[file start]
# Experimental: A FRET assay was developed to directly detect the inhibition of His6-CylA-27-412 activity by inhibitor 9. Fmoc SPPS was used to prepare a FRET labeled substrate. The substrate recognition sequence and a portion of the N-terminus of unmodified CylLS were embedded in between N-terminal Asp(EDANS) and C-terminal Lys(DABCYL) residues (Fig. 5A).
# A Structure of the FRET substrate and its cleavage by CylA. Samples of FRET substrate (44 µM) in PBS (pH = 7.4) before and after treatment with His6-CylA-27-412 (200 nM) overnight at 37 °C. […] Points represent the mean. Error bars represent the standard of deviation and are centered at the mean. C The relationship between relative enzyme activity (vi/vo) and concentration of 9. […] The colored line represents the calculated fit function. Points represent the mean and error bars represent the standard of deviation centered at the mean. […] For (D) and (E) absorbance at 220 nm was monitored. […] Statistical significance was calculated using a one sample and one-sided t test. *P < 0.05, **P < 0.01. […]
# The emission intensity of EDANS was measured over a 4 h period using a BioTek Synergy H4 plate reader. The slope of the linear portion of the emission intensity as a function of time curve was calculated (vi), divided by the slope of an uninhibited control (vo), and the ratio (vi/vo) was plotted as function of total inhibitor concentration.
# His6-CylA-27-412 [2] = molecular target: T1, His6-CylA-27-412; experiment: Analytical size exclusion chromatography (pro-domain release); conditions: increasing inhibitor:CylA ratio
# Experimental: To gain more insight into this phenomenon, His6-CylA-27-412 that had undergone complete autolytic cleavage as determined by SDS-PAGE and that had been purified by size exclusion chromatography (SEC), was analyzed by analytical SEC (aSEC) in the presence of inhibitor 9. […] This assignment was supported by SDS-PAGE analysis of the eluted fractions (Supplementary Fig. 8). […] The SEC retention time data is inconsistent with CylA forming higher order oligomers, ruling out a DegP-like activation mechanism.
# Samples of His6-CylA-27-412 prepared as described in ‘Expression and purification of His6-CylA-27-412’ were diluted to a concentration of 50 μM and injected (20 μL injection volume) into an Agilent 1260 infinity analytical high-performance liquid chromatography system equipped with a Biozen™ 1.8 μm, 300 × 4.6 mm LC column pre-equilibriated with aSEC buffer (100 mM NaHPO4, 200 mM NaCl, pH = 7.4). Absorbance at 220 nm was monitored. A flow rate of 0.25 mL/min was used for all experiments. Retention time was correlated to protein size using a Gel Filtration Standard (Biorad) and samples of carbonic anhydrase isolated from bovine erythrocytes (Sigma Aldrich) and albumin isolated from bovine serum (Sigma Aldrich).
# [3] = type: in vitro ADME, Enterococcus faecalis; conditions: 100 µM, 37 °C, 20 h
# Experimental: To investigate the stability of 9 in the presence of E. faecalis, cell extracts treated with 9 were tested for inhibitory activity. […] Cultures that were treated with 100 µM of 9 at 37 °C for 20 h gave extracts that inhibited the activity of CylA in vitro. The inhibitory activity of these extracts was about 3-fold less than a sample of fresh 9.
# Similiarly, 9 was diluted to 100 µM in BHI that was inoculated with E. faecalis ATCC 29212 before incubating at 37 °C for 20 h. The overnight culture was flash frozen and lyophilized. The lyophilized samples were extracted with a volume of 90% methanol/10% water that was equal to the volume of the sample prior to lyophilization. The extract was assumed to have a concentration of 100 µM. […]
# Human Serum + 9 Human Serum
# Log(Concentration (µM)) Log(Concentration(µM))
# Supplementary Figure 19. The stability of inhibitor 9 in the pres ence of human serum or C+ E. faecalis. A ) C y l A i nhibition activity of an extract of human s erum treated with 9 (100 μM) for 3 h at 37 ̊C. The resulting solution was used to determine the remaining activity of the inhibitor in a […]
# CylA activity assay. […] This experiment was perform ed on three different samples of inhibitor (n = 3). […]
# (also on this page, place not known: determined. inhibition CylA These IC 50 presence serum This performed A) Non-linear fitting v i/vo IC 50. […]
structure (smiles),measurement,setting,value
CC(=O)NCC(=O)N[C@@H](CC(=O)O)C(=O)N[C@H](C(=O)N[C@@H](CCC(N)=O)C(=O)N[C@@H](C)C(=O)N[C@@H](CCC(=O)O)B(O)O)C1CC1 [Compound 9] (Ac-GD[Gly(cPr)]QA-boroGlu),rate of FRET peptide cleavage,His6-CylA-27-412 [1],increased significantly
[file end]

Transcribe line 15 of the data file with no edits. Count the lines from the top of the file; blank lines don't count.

structure (smiles),measurement,setting,value